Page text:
LOCKING DOWN THE LEGS:
At this point it’s time to solidify the pose by locking up the body parts. Once the thighs and lower torso are in place and baked, you can then slip the ballerina’s feet onto the leg armature wire, and with Liquid Sculpey and fresh clay, you can attach the feet onto the legs in the final pose.
Put the ballerina in the oven for another half-bake (250 degrees for 10 minutes) to harden the lower torso. Allow to fully cool.
Now it’s time to start sanding. Scrape off any big lumps or bumps. Then, starting with 60 grit sandpaper, sand the doll smooth at this point. Then switch to 100 grit sandpaper, then to 220 or 320 dry sandpaper. Be sure to wear a safety mask. You can get them in Home Depot or Lowes for a few dollars.
Next, I sanded the doll at my sink with water, 220 grit sandpaper, and a little dish soap. This sanding begins to remove the sanding marks and starts bringing the doll’s finish to a porcelain finish.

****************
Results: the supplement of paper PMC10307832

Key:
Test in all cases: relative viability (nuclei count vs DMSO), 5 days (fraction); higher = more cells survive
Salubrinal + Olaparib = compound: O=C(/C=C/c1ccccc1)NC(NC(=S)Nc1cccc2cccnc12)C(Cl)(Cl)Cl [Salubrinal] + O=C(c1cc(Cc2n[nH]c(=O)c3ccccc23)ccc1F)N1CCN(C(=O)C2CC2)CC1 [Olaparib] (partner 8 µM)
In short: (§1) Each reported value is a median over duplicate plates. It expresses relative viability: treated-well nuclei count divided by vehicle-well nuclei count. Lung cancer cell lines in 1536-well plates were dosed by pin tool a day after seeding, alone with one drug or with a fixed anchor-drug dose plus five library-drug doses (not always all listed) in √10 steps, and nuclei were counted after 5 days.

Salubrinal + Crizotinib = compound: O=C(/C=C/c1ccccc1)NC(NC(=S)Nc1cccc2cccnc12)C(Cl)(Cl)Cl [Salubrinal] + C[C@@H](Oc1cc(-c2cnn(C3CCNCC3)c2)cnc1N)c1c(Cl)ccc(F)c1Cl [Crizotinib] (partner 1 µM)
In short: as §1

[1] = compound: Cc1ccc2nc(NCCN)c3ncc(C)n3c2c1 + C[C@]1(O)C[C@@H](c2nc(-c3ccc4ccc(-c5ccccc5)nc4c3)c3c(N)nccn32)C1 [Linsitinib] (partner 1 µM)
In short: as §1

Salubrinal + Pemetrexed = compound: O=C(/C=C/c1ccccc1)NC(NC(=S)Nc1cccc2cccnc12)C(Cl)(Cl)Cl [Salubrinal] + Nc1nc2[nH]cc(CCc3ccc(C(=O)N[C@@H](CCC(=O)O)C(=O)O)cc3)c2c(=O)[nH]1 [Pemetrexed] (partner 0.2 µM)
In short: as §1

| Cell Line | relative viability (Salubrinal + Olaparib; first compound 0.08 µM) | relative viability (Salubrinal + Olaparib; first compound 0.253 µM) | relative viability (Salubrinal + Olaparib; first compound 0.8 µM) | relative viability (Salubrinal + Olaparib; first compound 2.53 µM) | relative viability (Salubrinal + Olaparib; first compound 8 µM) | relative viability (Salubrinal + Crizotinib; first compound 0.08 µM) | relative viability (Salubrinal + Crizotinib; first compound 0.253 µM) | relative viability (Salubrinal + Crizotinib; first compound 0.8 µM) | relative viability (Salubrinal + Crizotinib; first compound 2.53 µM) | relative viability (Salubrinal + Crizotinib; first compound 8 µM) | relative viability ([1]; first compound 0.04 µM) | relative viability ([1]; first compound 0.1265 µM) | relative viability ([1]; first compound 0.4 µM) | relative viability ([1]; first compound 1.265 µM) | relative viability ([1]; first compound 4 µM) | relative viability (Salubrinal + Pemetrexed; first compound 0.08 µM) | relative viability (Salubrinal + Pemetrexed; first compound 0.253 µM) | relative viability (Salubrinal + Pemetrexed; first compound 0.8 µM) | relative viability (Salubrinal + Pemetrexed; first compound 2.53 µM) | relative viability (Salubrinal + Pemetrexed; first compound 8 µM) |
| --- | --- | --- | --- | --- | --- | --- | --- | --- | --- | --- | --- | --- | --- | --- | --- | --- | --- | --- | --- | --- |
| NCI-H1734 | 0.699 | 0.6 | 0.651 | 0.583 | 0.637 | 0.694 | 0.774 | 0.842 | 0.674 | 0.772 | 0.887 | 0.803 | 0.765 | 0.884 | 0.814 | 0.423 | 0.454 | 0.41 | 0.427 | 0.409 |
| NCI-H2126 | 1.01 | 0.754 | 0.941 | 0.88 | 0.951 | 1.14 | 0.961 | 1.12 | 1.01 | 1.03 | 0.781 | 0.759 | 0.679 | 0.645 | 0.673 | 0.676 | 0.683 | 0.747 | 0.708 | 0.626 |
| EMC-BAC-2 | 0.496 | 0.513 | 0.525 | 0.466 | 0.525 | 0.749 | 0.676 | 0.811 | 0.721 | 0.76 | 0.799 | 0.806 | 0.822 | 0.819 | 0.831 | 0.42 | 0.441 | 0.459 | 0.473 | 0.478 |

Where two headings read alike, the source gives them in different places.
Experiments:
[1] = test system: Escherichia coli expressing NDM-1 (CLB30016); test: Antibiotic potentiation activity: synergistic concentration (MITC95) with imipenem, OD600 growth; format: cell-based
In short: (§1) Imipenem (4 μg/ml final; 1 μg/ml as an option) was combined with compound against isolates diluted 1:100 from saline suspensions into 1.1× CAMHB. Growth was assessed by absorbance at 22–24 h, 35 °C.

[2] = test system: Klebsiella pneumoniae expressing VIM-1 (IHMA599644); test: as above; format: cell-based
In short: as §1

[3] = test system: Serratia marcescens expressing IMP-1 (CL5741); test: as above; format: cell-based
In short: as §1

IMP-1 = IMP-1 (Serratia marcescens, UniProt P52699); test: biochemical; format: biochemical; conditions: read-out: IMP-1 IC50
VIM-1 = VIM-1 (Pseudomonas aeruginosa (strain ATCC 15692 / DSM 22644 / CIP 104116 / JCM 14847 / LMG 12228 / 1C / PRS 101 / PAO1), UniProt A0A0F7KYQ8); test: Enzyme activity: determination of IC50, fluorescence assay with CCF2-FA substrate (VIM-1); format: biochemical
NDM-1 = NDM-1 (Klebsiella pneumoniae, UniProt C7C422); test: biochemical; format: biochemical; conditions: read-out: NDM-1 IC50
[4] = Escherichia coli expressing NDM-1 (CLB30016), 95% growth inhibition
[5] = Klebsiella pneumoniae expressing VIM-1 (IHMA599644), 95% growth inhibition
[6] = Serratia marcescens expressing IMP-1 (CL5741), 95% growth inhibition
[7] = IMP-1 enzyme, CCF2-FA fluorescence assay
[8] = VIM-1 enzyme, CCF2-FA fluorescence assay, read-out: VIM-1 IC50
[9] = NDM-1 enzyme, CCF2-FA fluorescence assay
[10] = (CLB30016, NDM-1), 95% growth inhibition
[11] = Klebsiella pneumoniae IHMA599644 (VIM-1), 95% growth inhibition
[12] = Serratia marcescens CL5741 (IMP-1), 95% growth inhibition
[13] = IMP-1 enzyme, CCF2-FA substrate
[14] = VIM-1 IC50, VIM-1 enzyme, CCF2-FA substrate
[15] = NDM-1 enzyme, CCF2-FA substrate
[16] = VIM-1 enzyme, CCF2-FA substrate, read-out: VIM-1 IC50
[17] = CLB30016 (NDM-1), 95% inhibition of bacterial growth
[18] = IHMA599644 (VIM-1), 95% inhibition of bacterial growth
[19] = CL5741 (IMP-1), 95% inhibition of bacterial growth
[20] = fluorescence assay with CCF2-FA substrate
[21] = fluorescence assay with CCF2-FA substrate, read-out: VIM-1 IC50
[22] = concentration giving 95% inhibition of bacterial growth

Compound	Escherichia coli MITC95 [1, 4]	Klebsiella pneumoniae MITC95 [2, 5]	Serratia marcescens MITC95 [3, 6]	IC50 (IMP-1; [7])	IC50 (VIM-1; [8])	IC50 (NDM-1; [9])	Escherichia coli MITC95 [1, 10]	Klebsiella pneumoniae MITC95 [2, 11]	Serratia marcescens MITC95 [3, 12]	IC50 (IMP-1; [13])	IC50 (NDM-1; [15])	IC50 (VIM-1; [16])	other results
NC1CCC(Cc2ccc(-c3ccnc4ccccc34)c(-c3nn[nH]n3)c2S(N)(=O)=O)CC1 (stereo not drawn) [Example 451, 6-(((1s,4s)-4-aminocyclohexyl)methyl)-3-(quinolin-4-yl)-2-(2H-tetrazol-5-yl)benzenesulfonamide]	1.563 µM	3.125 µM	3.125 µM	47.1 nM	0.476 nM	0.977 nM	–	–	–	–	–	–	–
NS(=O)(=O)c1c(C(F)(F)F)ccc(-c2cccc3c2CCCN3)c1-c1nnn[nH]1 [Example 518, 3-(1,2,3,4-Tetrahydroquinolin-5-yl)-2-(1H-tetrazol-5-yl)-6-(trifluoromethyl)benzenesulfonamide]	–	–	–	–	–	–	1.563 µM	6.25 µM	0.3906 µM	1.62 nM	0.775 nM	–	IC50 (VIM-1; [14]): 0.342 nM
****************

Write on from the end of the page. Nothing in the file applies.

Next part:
In the same way that we did the legs, you will do the arms. Start by adding clay over the “bones” we already created. You can either use the arms formed from the mold, or if you are comfortable, just add clay a little at a time until you sculpt your own arms.
Keep checking the doll for her pose.
INTRICATE POSE TIPS:
Because I chose to have such an elaborate pose, I had to make sure that the upper right arm and the lower right arm would match up on the stage she eventually sits on, so I left the elbow to last. I baked the upper and lower arms and then came back with more clay and created the elbow to make sure that I had the upper and lower arms draped exactly how I wanted them on the stage.
Once the arms were done, I was ready to fix the doll’s waist. Scrap and sand as best you can. Then add Liquid Sculpey and clay and fill in the waist and finish the pose. Put in the oven for a final bake.